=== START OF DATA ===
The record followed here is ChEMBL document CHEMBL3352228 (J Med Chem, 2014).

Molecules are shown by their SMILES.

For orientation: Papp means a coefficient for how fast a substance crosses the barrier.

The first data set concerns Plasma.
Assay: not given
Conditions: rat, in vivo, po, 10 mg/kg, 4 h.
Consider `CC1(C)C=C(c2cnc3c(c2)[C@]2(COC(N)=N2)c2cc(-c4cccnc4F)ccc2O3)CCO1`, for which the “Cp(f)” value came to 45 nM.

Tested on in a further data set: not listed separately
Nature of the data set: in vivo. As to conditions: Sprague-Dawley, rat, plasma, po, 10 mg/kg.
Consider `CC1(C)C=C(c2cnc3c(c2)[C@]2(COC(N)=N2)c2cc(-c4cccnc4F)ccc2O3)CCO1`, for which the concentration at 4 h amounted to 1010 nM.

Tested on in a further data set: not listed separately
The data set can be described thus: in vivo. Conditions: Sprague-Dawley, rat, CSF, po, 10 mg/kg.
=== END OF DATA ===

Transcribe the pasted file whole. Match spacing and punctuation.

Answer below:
The record followed here is ChEMBL document CHEMBL3352228 (J Med Chem, 2014).

Molecules are shown by their SMILES.

For orientation: Papp means a coefficient for how fast a substance crosses the barrier.

The first data set concerns Plasma.
Assay: not given
Conditions: rat, in vivo, po, 10 mg/kg, 4 h.
Consider `CC1(C)C=C(c2cnc3c(c2)[C@]2(COC(N)=N2)c2cc(-c4cccnc4F)ccc2O3)CCO1`, for which the “Cp(f)” value came to 45 nM.

Tested on in a further data set: not listed separately
Nature of the data set: in vivo. As to conditions: Sprague-Dawley, rat, plasma, po, 10 mg/kg.
Consider `CC1(C)C=C(c2cnc3c(c2)[C@]2(COC(N)=N2)c2cc(-c4cccnc4F)ccc2O3)CCO1`, for which the concentration at 4 h amounted to 1010 nM.

Tested on in a further data set: not listed separately
The data set can be described thus: in vivo. Conditions: Sprague-Dawley, rat, CSF, po, 10 mg/kg.